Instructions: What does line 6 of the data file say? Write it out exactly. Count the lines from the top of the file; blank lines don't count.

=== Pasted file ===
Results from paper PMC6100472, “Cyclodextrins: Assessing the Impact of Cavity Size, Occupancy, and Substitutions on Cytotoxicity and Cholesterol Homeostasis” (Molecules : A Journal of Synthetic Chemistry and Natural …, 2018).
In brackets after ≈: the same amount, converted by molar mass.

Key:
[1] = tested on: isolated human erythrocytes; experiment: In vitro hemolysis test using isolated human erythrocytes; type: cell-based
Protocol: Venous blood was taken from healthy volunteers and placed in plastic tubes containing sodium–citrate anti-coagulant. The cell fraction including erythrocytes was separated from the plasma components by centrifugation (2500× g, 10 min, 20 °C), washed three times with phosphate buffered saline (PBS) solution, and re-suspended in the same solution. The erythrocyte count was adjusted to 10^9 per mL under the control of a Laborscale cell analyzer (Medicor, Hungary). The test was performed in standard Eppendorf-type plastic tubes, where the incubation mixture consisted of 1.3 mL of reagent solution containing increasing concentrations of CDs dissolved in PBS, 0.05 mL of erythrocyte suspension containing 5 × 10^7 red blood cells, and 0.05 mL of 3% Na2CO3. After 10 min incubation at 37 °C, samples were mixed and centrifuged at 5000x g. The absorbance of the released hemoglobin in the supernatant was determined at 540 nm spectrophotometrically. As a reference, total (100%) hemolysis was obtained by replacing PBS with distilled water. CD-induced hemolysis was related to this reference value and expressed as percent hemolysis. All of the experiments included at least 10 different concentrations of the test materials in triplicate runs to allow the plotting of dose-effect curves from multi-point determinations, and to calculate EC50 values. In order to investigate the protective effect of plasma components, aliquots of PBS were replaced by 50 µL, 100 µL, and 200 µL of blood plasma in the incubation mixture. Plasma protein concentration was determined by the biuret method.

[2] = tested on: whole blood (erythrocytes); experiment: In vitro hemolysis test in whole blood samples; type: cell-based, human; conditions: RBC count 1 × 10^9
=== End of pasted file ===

[2] = tested on: whole blood (erythrocytes); experiment: In vitro hemolysis test in whole blood samples; type: cell-based, human; conditions: RBC count 1 × 10^9